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Coma free zone calculation

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Tsar Daniels:
I am using the formula: cube of the focal ratio * 0.022, to determine the coma free zone of a telescope.

On one site (think it was Astronomics) it suggest you cube the focal ratio to get a coma free zone in mm.

There are a few other formulas I came across but for the sake of the argument would like to ask that we stick to the one above unless it is grossly misleading.

The answer I will get is how large a diameter I will have in my image circle that has coma less than the size of the airy disk eg. no discernable coma.

I would like to work out the following:

- What would the formula be if I take my seeing into account rather than calculate it based on the airy disk size for the system?
- If I have a coma corrector added which yields a 2x improvement on the calculated results, can I just double the figure I get from the above?
- Is the formula above (using 0.022) calculating the diameter or the radius of the corrected image?

Any views?

Tim Jauregui:
There are two formulae:
0.022mm times the f/ratio³ (in diameter of field)
and
0.01778mm times the f/ratio³
What these are is a calculation for the size of the field in which the comatic star image is smaller than the Airy disc, so is essentially invisible.
Technically, coma is only zero at the exact center and grows larger from there in a linear fashion, but if you can't see it in the in-focus star image......
So, for example, your f/4 scope has a non-visible "coma-free" zone 1.14 to 1.41mm wide (i.e. diameter)
This is only a tiny portion of the field size in virtually any eyepiece.
Now, add, for one example of many, a TeleVue Paracorr coma corrector to the system, and coma is smaller than the Airy disc over a field several millimeters larger than 40mm.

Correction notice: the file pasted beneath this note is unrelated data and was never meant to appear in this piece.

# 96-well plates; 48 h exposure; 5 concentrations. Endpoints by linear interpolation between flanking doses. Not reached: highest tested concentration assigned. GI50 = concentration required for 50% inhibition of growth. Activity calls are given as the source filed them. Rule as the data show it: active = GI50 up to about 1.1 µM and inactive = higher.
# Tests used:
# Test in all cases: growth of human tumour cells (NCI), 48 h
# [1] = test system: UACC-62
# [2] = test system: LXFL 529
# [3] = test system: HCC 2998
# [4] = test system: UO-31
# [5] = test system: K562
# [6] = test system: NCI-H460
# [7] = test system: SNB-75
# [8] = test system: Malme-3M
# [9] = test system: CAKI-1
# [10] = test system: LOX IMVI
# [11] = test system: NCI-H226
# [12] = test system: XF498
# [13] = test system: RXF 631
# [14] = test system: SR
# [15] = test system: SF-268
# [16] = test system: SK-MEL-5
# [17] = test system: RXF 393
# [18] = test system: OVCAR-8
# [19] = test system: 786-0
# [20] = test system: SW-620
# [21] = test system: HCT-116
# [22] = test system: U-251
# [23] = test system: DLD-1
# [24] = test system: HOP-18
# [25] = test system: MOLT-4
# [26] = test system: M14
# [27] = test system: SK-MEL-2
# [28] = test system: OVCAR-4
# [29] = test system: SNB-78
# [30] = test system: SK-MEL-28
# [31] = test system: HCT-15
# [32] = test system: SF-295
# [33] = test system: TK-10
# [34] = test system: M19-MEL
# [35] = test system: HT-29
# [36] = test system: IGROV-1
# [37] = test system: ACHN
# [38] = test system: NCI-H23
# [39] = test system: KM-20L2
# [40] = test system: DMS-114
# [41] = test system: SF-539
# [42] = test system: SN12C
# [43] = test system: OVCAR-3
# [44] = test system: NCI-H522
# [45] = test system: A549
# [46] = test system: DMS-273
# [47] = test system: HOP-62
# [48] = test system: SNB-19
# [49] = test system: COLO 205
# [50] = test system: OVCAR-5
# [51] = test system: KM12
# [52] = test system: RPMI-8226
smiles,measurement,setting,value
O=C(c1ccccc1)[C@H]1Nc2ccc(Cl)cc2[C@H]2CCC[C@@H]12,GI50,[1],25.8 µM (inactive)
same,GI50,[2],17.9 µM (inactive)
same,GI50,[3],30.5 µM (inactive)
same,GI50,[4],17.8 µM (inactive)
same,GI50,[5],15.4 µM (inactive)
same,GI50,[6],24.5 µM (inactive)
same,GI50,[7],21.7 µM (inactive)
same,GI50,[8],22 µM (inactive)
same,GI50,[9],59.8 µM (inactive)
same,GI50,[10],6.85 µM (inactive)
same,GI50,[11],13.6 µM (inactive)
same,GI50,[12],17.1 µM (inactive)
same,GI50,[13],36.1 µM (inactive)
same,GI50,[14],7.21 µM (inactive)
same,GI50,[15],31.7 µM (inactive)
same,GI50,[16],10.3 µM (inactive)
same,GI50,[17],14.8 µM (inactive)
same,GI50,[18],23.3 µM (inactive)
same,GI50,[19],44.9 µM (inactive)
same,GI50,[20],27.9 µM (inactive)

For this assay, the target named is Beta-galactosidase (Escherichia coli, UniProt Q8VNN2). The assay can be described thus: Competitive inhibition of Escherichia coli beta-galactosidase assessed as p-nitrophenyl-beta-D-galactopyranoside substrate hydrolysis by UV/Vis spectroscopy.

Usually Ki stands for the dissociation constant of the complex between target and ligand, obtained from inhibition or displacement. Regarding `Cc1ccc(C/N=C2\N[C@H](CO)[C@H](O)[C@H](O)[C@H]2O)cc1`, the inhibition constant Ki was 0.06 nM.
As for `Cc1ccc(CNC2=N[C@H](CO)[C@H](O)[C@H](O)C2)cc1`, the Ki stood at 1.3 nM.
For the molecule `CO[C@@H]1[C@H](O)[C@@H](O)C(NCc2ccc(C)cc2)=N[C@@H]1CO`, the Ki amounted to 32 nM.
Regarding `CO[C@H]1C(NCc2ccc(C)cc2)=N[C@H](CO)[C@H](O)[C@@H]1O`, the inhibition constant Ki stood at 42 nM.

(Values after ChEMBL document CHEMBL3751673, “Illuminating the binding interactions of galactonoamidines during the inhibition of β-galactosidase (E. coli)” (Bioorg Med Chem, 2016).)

A 31mm Nagler would see no coma at all (though you wouldn't use a 31mm in an f/4 scope). For sure, no eyepiece used in the scope would see any coma at all.

Now, we are talking the LINEAR size of the comatic star image, not its APPARENT size.
For any given 20mm eyepiece, the larger the apparent field, the larger the field stop. The larger the field stop, the larger the linear size of coma at the edge.
So, the wider the apparent field, the more visible coma will be.
Now, compare 10mm eyepieces. All will have field stop diameters 1/2 the size of the 20mm eyepieces.
So the LINEAR size of coma at the edges of the fields will be exactly 1/2 as large.
Ah, but the magnification is doubled.
And since the comatic star image has a size, doubling the power doubles the APPARENT size of the star images so, lo and behold, the coma at the edge appears the same,
and the wider the apparent field, the more visible coma will be.

When is a coma corrector essential? I think it's below f/6, though others might say f/5.
It's also essential if you want to use 80-120° eyepieces. At any magnification.

Kapil Majmudar:
If you are using lower magnification (larger exit pupils), one does not resolve down to the Airy disk dimension. And so for visual observing the 'coma free zone' at given f/ratio is of fixed apparent angular diameter for all magnifications.

And when imaging, if the Fresnel pattern of diffraction is not sufficiently well sampled, the 'coma free zone' is larger than when the scale of the Airy disk is assumed/applied.

hiswacoka:

--- Quote ---If you are using lower magnification (larger exit pupils), one does not resolve down to the Airy disk dimension. And so for visual observing the 'coma free zone' at given f/ratio is of fixed apparent angular diameter for all magnifications.

And when imaging, if the Fresnel pattern of diffraction is not sufficiently well sampled, the 'coma free zone' is larger than when the scale of the Airy disk is assumed/applied.


--- End quote ---
Yes.
I.e. if the coma free zone is the inner 2° of field at low power, it's the inner 2° at high power.

Glenn,
If an image reveals a fainter outer edge to the star than the eye can see, wouldn't coma be more visible in an image?

Grant Buchanan:

--- Quote ---A 31mm Nagler would see no coma at all (though you wouldn't use a 31mm in an f/4 scope). For sure, no eyepiece used in the scope would see any coma at all.


--- End quote ---

?

Why wouldn't you use a 31mm Nagler in an f/4 scope?

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